Tramper Lost In Te Aroha Domain

Not the most auspicious start to a trip, but I managed it.  I can't think of many things more embarrassing than traipsing about the Te Aroha Domain in gaiters, with a pack, exchanging cordial good mornings with the runners and water bottle exercising set.

I eventually found my way onto the Upper Domain Loop Track and then the Summit Track and slotted in the progression behind a trio of South African Summiteers. I had been up late weighing and typing a long list so was happy to follow someone at a good pace. I didn’t announce my arrival 4 meters behind the party by doing anything like puffing, coughing, tripping, snapping a twig or similar. As such I was treated to a rather wonderful display of the adult male South African complaining about his crook bum and a lady prodding and poking trying to find the cause.   I happily bobbed up onto the summit 2:12h after I had started my variable orbits of the Domain, and enjoyed some high, low, medium and view-killing cloud while snacking on chocolate; given as a reward for showing a walker a topo map of the Tui Mine way down.   I pushed on soon after and was shortly disappointed to find:


There Aren’t Any Dogs Or Kennels At Dog Kennel Flat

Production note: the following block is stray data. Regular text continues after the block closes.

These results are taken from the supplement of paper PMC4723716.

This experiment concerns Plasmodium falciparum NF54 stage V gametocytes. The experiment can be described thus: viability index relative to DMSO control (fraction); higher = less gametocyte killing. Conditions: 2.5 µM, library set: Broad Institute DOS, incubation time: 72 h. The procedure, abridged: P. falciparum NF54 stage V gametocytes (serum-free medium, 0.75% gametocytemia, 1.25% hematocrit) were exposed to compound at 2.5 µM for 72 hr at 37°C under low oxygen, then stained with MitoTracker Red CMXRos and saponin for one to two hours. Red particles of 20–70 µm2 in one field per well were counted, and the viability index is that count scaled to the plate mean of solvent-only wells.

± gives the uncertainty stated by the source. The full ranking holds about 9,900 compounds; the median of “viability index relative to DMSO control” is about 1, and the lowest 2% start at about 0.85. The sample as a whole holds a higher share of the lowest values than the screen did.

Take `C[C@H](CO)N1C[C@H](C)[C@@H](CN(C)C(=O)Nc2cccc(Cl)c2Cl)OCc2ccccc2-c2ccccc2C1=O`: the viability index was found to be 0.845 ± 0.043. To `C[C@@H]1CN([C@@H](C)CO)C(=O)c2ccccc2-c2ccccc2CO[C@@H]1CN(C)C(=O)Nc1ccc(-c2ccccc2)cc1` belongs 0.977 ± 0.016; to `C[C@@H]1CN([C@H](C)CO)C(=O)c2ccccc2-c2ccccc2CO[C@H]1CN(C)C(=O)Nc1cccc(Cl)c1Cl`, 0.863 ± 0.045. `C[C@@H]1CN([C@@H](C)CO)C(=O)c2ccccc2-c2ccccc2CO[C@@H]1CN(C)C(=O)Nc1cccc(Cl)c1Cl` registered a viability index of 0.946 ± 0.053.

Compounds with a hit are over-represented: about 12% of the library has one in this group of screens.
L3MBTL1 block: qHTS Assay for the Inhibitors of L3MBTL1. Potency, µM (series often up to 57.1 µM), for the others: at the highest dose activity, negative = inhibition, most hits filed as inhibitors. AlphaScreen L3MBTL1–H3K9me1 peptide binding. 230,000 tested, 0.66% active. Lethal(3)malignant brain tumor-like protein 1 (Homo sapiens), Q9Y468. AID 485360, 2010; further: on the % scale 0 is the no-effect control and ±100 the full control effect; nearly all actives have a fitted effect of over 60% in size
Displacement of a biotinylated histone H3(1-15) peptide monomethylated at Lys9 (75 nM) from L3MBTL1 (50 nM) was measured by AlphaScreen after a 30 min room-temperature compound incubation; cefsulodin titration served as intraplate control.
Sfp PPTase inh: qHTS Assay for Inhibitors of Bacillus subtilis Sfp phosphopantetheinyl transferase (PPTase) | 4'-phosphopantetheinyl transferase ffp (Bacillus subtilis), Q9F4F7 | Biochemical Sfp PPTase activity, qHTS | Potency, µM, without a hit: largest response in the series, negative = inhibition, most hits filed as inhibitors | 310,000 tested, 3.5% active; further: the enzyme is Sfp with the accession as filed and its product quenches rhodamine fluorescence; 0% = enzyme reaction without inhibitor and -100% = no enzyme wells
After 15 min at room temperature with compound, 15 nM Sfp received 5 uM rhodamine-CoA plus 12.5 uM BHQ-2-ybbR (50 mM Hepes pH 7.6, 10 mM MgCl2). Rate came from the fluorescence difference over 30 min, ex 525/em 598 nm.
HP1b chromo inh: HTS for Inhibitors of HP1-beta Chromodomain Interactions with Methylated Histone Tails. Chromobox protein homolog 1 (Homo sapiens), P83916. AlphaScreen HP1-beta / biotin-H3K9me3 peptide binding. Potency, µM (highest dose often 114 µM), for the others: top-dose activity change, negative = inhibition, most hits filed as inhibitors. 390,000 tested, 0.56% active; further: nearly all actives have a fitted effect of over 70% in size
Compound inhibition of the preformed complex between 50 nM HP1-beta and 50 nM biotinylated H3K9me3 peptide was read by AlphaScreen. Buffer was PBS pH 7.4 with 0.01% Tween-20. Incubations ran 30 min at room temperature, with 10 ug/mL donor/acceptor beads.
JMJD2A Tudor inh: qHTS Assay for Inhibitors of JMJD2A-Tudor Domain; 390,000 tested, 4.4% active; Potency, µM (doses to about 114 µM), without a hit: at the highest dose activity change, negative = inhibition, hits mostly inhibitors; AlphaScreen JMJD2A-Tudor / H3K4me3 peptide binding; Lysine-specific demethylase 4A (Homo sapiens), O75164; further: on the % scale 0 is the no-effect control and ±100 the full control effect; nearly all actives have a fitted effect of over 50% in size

But, that’s not really, very, surprising. So I stopped to apply sunscreen, since the clouds were retreating (just as soon as I’d left the summit), and enjoyed the walk in some lovely open and well-groomed tracks.   An attempt at humour where I very jovially called some mountain runners “Crazy Bastards” fell flat, and I decided to greet the following party with a simple “Happy New Year, you’re 45 seconds behind!”    It was nice country and I enjoyed cruising through a busy area my mind somewhere very far away, because in no time I was at the crossroad of Old North South, new North South and something else I didn’t take any note of, because I was being…


Eaten Alive By Flies

I have never known so many flies to be at one point in time and space. But, then, I’ve never been to Coober Pedy. I’d had absolutely enough of the flies in just the same time it takes to drink 500ml and water and put away one’s water bottle. I left the Fly Crossroads at pace. It had been bone dry up there for at least 10 days I had thought, so I was very surprised to find the start of the Waipapa Track so boggy. It cleared up and was soon a very nicely benched and cut track. Once I was on the NE facing hillside and settling into the rhythm of the track I became very aware I hadn’t eaten for a while. So I stopped at a stream, screamed loudly as the borrowed eTrex (not an H) refused to get any location because of sickly Punga, and enjoyed a salami and cheese tortilla.